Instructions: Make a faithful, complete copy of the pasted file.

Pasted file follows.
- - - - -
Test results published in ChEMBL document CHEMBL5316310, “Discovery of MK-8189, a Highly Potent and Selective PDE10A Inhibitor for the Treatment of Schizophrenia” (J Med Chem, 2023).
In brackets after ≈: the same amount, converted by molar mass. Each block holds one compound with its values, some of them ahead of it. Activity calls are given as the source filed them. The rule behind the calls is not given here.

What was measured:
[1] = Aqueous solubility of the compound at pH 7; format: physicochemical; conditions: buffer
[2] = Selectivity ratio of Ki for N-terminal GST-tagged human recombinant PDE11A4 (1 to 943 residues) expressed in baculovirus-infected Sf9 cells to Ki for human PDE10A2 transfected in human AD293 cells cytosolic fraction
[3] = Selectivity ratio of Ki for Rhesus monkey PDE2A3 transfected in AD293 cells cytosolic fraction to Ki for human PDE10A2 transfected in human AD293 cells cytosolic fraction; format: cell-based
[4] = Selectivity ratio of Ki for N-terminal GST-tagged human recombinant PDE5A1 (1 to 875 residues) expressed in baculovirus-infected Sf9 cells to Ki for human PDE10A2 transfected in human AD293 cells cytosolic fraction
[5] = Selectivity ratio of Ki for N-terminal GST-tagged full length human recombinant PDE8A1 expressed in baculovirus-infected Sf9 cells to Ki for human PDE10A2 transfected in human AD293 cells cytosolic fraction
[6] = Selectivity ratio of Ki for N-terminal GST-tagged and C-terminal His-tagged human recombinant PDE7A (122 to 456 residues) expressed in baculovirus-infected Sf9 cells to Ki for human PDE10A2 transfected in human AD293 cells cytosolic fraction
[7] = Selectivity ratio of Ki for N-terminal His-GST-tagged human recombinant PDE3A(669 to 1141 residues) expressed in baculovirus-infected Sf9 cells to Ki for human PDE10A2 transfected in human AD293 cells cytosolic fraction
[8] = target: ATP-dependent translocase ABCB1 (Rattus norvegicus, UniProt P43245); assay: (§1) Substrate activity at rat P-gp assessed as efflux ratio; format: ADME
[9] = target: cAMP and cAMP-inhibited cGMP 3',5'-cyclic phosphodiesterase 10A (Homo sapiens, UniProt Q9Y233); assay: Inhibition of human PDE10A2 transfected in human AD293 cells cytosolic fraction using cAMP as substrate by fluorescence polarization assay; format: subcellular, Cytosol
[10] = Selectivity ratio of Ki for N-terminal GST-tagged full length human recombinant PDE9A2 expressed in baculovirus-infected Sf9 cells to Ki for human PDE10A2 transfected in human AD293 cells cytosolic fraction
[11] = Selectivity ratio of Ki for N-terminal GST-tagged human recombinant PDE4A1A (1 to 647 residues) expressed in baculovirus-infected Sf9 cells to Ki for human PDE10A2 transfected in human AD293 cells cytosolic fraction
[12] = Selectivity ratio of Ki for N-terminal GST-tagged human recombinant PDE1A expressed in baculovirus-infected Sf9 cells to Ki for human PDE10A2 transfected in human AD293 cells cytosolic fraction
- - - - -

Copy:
Test results published in ChEMBL document CHEMBL5316310, “Discovery of MK-8189, a Highly Potent and Selective PDE10A Inhibitor for the Treatment of Schizophrenia” (J Med Chem, 2023).
In brackets after ≈: the same amount, converted by molar mass. Each block holds one compound with its values, some of them ahead of it. Activity calls are given as the source filed them. The rule behind the calls is not given here.

What was measured:
[1] = Aqueous solubility of the compound at pH 7; format: physicochemical; conditions: buffer
[2] = Selectivity ratio of Ki for N-terminal GST-tagged human recombinant PDE11A4 (1 to 943 residues) expressed in baculovirus-infected Sf9 cells to Ki for human PDE10A2 transfected in human AD293 cells cytosolic fraction
[3] = Selectivity ratio of Ki for Rhesus monkey PDE2A3 transfected in AD293 cells cytosolic fraction to Ki for human PDE10A2 transfected in human AD293 cells cytosolic fraction; format: cell-based
[4] = Selectivity ratio of Ki for N-terminal GST-tagged human recombinant PDE5A1 (1 to 875 residues) expressed in baculovirus-infected Sf9 cells to Ki for human PDE10A2 transfected in human AD293 cells cytosolic fraction
[5] = Selectivity ratio of Ki for N-terminal GST-tagged full length human recombinant PDE8A1 expressed in baculovirus-infected Sf9 cells to Ki for human PDE10A2 transfected in human AD293 cells cytosolic fraction
[6] = Selectivity ratio of Ki for N-terminal GST-tagged and C-terminal His-tagged human recombinant PDE7A (122 to 456 residues) expressed in baculovirus-infected Sf9 cells to Ki for human PDE10A2 transfected in human AD293 cells cytosolic fraction
[7] = Selectivity ratio of Ki for N-terminal His-GST-tagged human recombinant PDE3A(669 to 1141 residues) expressed in baculovirus-infected Sf9 cells to Ki for human PDE10A2 transfected in human AD293 cells cytosolic fraction
[8] = target: ATP-dependent translocase ABCB1 (Rattus norvegicus, UniProt P43245); assay: (§1) Substrate activity at rat P-gp assessed as efflux ratio; format: ADME
[9] = target: cAMP and cAMP-inhibited cGMP 3',5'-cyclic phosphodiesterase 10A (Homo sapiens, UniProt Q9Y233); assay: Inhibition of human PDE10A2 transfected in human AD293 cells cytosolic fraction using cAMP as substrate by fluorescence polarization assay; format: subcellular, Cytosol
[10] = Selectivity ratio of Ki for N-terminal GST-tagged full length human recombinant PDE9A2 expressed in baculovirus-infected Sf9 cells to Ki for human PDE10A2 transfected in human AD293 cells cytosolic fraction
[11] = Selectivity ratio of Ki for N-terminal GST-tagged human recombinant PDE4A1A (1 to 647 residues) expressed in baculovirus-infected Sf9 cells to Ki for human PDE10A2 transfected in human AD293 cells cytosolic fraction
[12] = Selectivity ratio of Ki for N-terminal GST-tagged human recombinant PDE1A expressed in baculovirus-infected Sf9 cells to Ki for human PDE10A2 transfected in human AD293 cells cytosolic fraction